Sumangala Damodaran is an economist and a musician, involved in teaching and research in Economics, Development Studies and Popular Music Studies at Ambedkar University Delhi (AUD). She has undertaken research and documentation of the musical tradition of the Indian People’s Theatre Association (IPTA) from the 1940s and 1950s, and has performed extensively from the documented repertoire. She has also collaborated with poets and musicians from South Africa in a project titled ‘Insurrections’, and is currently engaged in researching the relationship between music and migration, particularly of women in slavery and servitude across centuries and across vast tracts of the globe that were linked through long-distance trade in commodities and symbolic goods.
Her new book, THE RADICAL IMPULSE: Music in the Tradition of the Indian People’s Theatre Association has just been published by Tulika Books, New Delhi
The period from the mid-1930s to the end of the 1950s in India saw the cultural expression of a wide range of political sentiments and positions around imperialism, fascism, nationalism and social transformation. It was a period that covered a crucial transitional phase: from colonialism to a post-colonial context. This transitional period in India coincided with a vibrant radical ethos in many other parts of the world where, among numerous political issues, the aesthetics–politics relationship came to be articulated and debated in unprecedented ways. No history of this period can be written without giving an account of the departures, inventions and reinventions made by the Indian People’s Theatre Association (IPTA) in the fields of drama, music and dance. Yet music, a very important part of the IPTA’s creations as well as the connecting link between the various artistic forms, has not been studied as part of the history of the IPTA movement.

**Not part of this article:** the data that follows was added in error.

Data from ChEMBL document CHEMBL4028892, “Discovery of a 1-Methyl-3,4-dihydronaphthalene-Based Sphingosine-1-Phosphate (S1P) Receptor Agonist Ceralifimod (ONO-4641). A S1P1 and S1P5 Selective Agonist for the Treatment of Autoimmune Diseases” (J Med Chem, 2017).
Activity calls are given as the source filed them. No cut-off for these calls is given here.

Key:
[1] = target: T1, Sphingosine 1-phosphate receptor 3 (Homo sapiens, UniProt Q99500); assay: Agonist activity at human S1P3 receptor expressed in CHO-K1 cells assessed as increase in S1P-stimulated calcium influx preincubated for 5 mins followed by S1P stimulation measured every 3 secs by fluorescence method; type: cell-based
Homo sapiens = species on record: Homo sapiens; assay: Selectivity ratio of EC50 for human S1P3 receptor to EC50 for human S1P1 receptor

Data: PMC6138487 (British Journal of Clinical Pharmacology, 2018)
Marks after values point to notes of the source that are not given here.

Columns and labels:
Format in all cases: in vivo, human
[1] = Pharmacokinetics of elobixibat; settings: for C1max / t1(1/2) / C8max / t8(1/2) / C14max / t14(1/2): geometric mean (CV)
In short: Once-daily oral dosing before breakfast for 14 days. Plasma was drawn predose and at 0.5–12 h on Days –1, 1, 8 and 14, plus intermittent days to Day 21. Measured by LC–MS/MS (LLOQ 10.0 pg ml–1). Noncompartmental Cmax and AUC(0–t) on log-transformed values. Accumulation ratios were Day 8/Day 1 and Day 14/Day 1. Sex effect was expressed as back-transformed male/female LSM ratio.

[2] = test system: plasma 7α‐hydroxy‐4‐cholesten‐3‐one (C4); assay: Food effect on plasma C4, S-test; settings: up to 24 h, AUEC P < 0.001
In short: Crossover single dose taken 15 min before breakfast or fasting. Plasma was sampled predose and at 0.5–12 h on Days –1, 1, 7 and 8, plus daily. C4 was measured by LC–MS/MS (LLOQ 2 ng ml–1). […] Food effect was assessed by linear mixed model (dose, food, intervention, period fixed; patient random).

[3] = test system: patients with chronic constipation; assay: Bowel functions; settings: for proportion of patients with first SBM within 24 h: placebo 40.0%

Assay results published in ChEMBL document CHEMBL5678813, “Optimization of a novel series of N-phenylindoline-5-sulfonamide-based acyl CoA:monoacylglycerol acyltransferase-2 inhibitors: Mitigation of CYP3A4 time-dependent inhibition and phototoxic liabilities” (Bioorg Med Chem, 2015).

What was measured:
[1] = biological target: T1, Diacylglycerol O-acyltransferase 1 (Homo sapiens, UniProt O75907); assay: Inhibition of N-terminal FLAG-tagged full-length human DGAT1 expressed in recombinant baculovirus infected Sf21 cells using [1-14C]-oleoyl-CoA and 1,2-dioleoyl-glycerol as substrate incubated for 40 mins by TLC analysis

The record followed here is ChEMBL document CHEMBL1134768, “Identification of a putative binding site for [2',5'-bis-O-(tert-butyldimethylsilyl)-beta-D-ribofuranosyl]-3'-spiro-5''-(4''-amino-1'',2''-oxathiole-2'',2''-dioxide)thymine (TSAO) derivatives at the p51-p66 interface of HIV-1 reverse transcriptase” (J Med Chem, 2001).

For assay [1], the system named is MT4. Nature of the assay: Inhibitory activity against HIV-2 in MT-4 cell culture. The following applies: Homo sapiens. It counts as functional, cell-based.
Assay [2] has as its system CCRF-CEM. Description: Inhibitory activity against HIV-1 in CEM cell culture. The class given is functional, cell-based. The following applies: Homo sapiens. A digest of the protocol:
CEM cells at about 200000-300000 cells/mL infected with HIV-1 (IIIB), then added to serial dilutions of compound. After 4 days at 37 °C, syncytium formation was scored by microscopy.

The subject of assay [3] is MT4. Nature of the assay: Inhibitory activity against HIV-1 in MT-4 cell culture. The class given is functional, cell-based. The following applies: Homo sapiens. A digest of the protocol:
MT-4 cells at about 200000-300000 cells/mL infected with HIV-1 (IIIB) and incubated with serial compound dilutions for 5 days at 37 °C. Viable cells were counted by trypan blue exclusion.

This book attempts to fill this gap in knowledge about the vast musical repertoire of the IPTA. It is about the IPTA tradition’s music in a national as well as specifically regional contexts (Bengali, Malayalam, Telugu, Assamese and Hindu/Urdu in particular), situated within the overall cultural and political context of the transitional period in India, and in the context of a radical impulse emergent in many parts of the world from the beginning of the twentieth century.
The book is the culmination of an archiving-cum-documentation project of music in the IPTA tradition undertaken by the author. It can also be read as a songbook, including lyrics and musical scores, revivifying the songs and music of a radical impulse in South Asia.
In hardcover, 248 pages, Rs 950. ISBN 9789382381921